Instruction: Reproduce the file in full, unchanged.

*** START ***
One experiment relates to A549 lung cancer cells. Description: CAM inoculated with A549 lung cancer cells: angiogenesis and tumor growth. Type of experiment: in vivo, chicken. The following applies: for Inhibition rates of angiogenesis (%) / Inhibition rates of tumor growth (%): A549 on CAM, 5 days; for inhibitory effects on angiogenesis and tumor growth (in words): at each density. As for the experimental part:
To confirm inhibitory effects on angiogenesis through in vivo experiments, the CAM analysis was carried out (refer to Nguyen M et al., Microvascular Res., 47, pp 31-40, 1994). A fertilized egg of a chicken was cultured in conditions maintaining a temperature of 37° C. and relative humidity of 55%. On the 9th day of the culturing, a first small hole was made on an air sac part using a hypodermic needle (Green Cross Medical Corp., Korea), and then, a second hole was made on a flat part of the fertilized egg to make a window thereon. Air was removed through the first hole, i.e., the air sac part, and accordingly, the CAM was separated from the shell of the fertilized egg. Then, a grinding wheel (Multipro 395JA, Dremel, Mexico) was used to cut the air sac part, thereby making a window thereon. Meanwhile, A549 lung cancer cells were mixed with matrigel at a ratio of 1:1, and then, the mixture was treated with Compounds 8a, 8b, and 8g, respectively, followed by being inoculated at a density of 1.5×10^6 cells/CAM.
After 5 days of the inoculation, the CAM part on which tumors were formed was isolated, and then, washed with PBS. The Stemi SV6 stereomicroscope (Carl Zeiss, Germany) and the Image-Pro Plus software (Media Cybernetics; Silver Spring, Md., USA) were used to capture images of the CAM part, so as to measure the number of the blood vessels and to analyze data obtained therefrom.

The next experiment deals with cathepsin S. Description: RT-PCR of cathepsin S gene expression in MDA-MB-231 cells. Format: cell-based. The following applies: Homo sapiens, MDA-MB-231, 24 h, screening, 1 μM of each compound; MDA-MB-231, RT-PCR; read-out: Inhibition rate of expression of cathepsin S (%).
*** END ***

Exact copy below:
One experiment relates to A549 lung cancer cells. Description: CAM inoculated with A549 lung cancer cells: angiogenesis and tumor growth. Type of experiment: in vivo, chicken. The following applies: for Inhibition rates of angiogenesis (%) / Inhibition rates of tumor growth (%): A549 on CAM, 5 days; for inhibitory effects on angiogenesis and tumor growth (in words): at each density. As for the experimental part:
To confirm inhibitory effects on angiogenesis through in vivo experiments, the CAM analysis was carried out (refer to Nguyen M et al., Microvascular Res., 47, pp 31-40, 1994). A fertilized egg of a chicken was cultured in conditions maintaining a temperature of 37° C. and relative humidity of 55%. On the 9th day of the culturing, a first small hole was made on an air sac part using a hypodermic needle (Green Cross Medical Corp., Korea), and then, a second hole was made on a flat part of the fertilized egg to make a window thereon. Air was removed through the first hole, i.e., the air sac part, and accordingly, the CAM was separated from the shell of the fertilized egg. Then, a grinding wheel (Multipro 395JA, Dremel, Mexico) was used to cut the air sac part, thereby making a window thereon. Meanwhile, A549 lung cancer cells were mixed with matrigel at a ratio of 1:1, and then, the mixture was treated with Compounds 8a, 8b, and 8g, respectively, followed by being inoculated at a density of 1.5×10^6 cells/CAM.
After 5 days of the inoculation, the CAM part on which tumors were formed was isolated, and then, washed with PBS. The Stemi SV6 stereomicroscope (Carl Zeiss, Germany) and the Image-Pro Plus software (Media Cybernetics; Silver Spring, Md., USA) were used to capture images of the CAM part, so as to measure the number of the blood vessels and to analyze data obtained therefrom.

The next experiment deals with cathepsin S. Description: RT-PCR of cathepsin S gene expression in MDA-MB-231 cells. Format: cell-based. The following applies: Homo sapiens, MDA-MB-231, 24 h, screening, 1 μM of each compound; MDA-MB-231, RT-PCR; read-out: Inhibition rate of expression of cathepsin S (%).